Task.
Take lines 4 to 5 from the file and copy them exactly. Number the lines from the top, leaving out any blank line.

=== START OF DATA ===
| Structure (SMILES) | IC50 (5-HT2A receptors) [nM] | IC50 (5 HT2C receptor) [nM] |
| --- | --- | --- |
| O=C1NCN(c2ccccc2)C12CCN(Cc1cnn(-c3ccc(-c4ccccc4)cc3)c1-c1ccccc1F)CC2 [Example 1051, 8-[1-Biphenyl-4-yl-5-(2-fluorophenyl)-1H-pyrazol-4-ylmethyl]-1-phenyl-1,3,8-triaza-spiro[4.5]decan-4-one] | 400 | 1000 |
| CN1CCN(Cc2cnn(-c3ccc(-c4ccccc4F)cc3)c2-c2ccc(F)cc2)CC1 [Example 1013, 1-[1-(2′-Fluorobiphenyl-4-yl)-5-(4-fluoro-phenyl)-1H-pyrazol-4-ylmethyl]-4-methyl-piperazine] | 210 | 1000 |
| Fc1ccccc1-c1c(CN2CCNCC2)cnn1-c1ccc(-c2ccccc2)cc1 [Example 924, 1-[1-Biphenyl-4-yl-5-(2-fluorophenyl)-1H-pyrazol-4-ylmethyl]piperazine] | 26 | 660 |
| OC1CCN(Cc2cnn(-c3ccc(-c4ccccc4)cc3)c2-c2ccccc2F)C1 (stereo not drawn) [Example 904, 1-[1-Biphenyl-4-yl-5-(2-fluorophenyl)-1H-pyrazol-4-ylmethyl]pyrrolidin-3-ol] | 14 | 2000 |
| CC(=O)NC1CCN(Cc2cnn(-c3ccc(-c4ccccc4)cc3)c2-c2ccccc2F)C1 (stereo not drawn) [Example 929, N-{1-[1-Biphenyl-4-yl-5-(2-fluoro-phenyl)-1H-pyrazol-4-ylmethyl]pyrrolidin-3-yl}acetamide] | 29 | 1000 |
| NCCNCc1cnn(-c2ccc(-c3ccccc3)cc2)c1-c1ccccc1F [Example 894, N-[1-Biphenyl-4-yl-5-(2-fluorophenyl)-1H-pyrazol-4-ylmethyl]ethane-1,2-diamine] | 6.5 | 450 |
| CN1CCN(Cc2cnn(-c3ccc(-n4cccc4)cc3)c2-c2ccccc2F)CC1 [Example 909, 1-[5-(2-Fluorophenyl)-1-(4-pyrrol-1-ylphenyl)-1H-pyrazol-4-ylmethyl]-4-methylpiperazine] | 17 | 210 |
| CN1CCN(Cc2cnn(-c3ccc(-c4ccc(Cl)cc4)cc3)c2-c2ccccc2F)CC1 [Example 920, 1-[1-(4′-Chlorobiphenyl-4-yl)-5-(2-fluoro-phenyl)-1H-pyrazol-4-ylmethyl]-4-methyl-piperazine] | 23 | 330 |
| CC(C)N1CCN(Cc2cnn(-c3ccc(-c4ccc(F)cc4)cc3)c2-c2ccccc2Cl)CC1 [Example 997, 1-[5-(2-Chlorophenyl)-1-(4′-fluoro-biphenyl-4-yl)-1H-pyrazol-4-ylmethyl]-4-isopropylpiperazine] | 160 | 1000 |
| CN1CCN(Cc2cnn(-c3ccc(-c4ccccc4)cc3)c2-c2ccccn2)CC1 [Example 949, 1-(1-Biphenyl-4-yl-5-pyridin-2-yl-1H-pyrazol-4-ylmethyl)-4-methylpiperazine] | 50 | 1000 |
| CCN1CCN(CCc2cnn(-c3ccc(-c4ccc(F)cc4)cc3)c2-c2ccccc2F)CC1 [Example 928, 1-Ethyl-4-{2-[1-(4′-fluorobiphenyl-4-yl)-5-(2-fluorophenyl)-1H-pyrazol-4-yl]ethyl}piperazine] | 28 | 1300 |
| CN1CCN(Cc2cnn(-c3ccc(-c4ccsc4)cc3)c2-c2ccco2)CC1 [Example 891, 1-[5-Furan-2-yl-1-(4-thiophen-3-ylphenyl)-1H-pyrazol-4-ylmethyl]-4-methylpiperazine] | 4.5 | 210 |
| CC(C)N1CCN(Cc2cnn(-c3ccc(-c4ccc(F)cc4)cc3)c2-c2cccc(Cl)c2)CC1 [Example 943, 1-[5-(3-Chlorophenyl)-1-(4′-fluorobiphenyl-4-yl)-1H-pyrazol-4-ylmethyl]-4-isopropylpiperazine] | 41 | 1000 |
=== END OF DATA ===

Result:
| CN1CCN(Cc2cnn(-c3ccc(-c4ccccc4F)cc3)c2-c2ccc(F)cc2)CC1 [Example 1013, 1-[1-(2′-Fluorobiphenyl-4-yl)-5-(4-fluoro-phenyl)-1H-pyrazol-4-ylmethyl]-4-methyl-piperazine] | 210 | 1000 |
| Fc1ccccc1-c1c(CN2CCNCC2)cnn1-c1ccc(-c2ccccc2)cc1 [Example 924, 1-[1-Biphenyl-4-yl-5-(2-fluorophenyl)-1H-pyrazol-4-ylmethyl]piperazine] | 26 | 660 |